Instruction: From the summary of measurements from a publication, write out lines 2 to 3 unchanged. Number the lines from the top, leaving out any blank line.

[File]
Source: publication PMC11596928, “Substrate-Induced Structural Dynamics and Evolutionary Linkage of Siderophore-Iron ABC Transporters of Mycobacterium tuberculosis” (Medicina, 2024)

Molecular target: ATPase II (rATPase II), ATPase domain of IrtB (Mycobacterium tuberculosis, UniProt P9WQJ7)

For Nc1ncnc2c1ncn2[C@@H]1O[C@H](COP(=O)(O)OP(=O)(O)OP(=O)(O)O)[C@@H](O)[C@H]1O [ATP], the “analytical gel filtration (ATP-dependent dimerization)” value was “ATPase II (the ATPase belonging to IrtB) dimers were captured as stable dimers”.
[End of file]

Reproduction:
Molecular target: ATPase II (rATPase II), ATPase domain of IrtB (Mycobacterium tuberculosis, UniProt P9WQJ7)

For Nc1ncnc2c1ncn2[C@@H]1O[C@H](COP(=O)(O)OP(=O)(O)OP(=O)(O)O)[C@@H](O)[C@H]1O [ATP], the “analytical gel filtration (ATP-dependent dimerization)” value was “ATPase II (the ATPase belonging to IrtB) dimers were captured as stable dimers”.